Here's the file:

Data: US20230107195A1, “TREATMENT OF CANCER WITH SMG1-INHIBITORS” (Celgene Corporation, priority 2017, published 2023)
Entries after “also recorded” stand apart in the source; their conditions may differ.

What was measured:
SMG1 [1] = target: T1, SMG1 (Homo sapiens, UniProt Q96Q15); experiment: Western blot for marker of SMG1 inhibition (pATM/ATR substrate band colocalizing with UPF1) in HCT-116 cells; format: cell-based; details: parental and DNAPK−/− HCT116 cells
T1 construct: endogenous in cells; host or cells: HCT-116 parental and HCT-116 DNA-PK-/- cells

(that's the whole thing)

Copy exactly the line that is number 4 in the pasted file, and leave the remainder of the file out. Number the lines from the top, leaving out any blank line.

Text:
SMG1 [1] = target: T1, SMG1 (Homo sapiens, UniProt Q96Q15); experiment: Western blot for marker of SMG1 inhibition (pATM/ATR substrate band colocalizing with UPF1) in HCT-116 cells; format: cell-based; details: parental and DNAPK−/− HCT116 cells